So. Personas. I’m a fan, but you have to know where their power lies and use them appropriately, and don’t get too caught up in the process of their creation – do what you can with what you’ve got, bring your stakeholders on board and teach them how to be user centred, and get on with the important business of designing great user experience.

(Need more background on personas. Austin Govella has collected a bunch of useful links)

Note: this post was edited on 30 April 07 to better clarify my position on ‘edge case’ personas in response to come of the comments received :)

links for 20 April 2007 – Dopplr is the new 2.0 darling

Four kinds of failure (for Richard Branson)

I’ve been experiencing some pretty average customer service lately but it really all came to a head when I moved house recently. As I spent hours and hours repeatly calling VirginMedia, who were supposed to supply us with an internet connection, cable TV and a phone line, I had plenty of time to contemplate the ways that companies fail us. By my calculation there are about four types of failure. And, perhaps surprisingly, they’re not all bad.

  1. Might as well set a trap. This is the worst kind of failure (and the one I experienced – continue to experience – repeatedly from VirginMedia. You know this kind of failure, because you can feel the blatant disregard for your experience as a customer. These companies seem to go out of their way to avoid or ignore customer feedback. THis is clear in both their service design and any UI design you come across. It’s typified by long waits on hold, little and/or contradictory information provided, a strong sense that you (the customer) are being a pain in the butt and causing the company and it’s representatives unending trouble, user interfaces that are so poorly designed that it is inevitable you will not get to the end successfully, a sense of loneliness and hopelessness as a customer. Mistakes happen often. The company couldn’t care less.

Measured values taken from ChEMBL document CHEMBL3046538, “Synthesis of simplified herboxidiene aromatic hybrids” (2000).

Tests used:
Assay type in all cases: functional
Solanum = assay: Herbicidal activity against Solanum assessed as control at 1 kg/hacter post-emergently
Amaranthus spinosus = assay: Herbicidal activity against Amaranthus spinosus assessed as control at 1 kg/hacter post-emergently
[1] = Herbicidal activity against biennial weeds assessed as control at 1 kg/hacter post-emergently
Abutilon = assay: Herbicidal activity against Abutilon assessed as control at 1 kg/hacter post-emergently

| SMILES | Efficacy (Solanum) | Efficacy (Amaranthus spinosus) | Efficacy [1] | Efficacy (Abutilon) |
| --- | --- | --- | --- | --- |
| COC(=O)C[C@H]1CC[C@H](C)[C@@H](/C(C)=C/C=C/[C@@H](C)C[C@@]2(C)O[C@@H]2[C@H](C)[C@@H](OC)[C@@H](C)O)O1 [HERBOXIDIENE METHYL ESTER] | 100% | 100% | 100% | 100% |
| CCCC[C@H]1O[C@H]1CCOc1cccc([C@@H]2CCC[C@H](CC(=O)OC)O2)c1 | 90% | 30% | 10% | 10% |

2. Could try harder. Obviously some effort is being made. Most of the information you need is available and reasonable (sometimes good) design is in evidence, but there are still major customer experience failures and no obvious feedback channels. Often the solutions to these experience failures are quite simple. Frequently they’re as simple as building in more feedback or simple error prevention. But often… these easy fixes don’t happen. Contextual research is required to identify the pain points to enable these simple fixes to be designed and applied. There is a lot of potential for improvement here.
  3. Thoughtful and Responsive.  Things still go wrong from time to time but you don’t mind so much because it doesn’t happen often and when it does, it is clear that an effort is being made to be responsive and supportive and to take responsibility for the failure. Failure is still frustrating, but it is no longer necessarily a negative exchange between the company and the customer.
  4. Surprise and Delight. For some, failure is actually an opportunity to make contact with a customer and learn from them – and having the chance to surprise and delight them. Kathy Sierra wrote of screaming users:

    “As Henry Petroski writes in To Engineer Is Human: The Role of Failure in Successful Design, we learn more from our failures than our successes.  But only if we pay attention to the failures and figure out what to do right the next time.” 

    Every now and then I fire off an email in annoyance, and every now and then, an actual human emails me back much more quickly than I expected and resolved my failure. Jeff Turner of Blogbeat (now Feedburner) did this all the time. Even when the server was down and I annoyingly couldn’t get access to the data I wanted, his quick and helpful response would always make me smile and think well of his company.

So, what’s the moral?

Failure happens, but through contextual research and good service and interface design you can minimise the negative impact of these failures and actually turn them into positive points of contacts with your customers.

Oh, and think really seriously before you sign a contract with VirginMedia.